The Reality of Disappearance:

Critical Theory and Extinction


  • Ryan Crawford Webster Vienna Private University


Critical Theory, Climate Change, Extinction, Social Philosophy


Debates about the planet’s recent entrance into an epoch of earth history now characterized by the destructive effects of humankind’s having become a planetary force to rival plate tectonics, supervolcanos and asteroid impacts should have the effect of placing Theodor W. Adorno and Walter Benjamin’s conception of natural history in a new light. For what it is perhaps most striking about this conception is not only its proximity to a present made newly aware of nature and history’s total interpenetration, but just how precisely its understanding of natural history’s essential transitoriness accords with what is now everywhere observable: that ever-accelerating process of disintegration through which it becomes clear that the life of phenomena can only be known today if it is also known in terms of that reality of disappearance to which the current age daily testifies. For Adorno and Benjamin, such a conception of natural history had very real consequences for how philosophical cognition and construction would have to be remade, leading both to pursue far-reaching experiments in intellectual production that it is the task of this paper to reconstruct in the light of its possible relevance for the theory and practice of critical theory today.

            To draw out the stakes of these experiments will first require a reconsideration of current efforts at contending with some of the most practical problems of our own present. Setting out from Alexander Kluge’s demonstration that the kind of “learning processes” necessary for effective resistance often fail because they are simply far slower than the combined force and velocity achieved by prevailing systems of domination, exploitation and extraction, this paper will then ask how a critical theory informed by natural history might today confront the contemporary problem of tactics and strategies at a time when the forces of organized destruction have themselves changed so dramatically. For now that older, more traditional systems of coercion have long since given way to a novel system of overwhelming planetary exploitation, extraction and extermination, it is necessary to ask again how such transformations in the forms of organized violence might be met by corresponding transformations in the theory and practice of critical theory in this new time of extinction. In response, this paper will seek to reconstruct the history of debates in critical theory about theory and praxis, tactics and strategies in the light of more recent discussions about how to combat a system whose result is the continuing and exponential increase in destruction brought about by global warming. The paper will then conclude by setting Adorno and Benjamin’s conception of natural history in relation to more systematic conceptions of contemporary society by turning to those writers, like Wolfgang Streeck and Andreas Malm, who have recently begun to consider how the many contradictions and forces of destruction inbuilt to present-day society may well require a fundamental reconsideration of the contemporary status of various inherited forms of political resistance.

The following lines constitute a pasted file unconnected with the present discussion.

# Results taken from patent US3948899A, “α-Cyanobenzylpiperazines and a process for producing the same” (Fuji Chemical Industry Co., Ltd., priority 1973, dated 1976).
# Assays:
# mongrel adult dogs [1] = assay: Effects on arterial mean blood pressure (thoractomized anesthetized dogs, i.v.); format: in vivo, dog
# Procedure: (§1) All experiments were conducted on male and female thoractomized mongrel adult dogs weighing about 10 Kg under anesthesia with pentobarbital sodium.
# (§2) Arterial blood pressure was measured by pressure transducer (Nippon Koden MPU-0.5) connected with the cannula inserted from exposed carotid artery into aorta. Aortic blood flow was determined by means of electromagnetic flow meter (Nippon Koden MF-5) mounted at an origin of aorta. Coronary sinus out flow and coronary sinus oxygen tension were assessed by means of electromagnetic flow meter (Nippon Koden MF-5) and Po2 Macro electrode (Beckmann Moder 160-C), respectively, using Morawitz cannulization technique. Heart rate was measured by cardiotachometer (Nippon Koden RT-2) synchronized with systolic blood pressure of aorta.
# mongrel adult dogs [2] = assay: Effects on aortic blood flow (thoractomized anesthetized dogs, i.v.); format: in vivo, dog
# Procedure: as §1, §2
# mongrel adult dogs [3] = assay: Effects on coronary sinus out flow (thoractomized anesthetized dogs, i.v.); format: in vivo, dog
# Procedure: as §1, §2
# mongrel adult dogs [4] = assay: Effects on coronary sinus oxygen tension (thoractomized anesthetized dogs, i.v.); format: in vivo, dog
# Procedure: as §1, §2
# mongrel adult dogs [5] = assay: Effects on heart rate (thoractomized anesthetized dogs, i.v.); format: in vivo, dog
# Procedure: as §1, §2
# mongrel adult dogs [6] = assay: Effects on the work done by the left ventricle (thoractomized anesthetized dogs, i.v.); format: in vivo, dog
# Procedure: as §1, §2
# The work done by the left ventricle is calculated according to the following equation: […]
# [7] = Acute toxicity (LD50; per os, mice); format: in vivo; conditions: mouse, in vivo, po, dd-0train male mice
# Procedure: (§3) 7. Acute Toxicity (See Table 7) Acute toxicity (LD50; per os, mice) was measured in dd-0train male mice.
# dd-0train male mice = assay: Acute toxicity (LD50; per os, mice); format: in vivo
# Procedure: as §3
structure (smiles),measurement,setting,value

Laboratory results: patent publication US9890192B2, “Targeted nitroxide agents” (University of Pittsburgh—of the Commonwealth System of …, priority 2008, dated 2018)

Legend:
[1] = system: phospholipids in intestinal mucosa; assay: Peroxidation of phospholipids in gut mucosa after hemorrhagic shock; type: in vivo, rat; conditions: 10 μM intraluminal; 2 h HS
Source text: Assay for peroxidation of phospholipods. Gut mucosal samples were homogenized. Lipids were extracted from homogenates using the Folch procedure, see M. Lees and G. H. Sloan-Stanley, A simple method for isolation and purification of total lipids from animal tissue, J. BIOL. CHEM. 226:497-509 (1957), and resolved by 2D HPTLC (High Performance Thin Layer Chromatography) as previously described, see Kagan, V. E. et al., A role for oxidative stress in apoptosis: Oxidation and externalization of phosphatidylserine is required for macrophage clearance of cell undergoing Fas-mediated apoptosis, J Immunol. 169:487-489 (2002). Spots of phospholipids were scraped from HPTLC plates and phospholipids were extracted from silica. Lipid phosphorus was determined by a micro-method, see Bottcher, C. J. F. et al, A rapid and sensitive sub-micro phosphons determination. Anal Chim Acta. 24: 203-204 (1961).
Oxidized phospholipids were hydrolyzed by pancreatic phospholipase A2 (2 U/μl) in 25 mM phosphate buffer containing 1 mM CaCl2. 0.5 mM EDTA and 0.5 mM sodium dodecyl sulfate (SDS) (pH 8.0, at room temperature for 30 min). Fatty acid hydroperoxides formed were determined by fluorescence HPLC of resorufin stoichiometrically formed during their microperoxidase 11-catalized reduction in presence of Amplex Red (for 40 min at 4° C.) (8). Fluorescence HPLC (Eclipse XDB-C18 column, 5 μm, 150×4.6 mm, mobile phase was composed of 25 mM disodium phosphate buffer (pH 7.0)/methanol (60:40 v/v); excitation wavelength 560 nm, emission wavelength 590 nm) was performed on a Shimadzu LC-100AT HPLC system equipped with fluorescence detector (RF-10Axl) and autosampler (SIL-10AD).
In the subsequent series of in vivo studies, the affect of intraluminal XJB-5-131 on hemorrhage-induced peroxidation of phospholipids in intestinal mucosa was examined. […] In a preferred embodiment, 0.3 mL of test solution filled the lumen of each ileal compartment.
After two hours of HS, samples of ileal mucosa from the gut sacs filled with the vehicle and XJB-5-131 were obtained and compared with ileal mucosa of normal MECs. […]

How to Cite

Crawford, R. (2022). The Reality of Disappearance: : Critical Theory and Extinction. Cosmos and History: The Journal of Natural and Social Philosophy, 18(1), 103–130. Retrieved from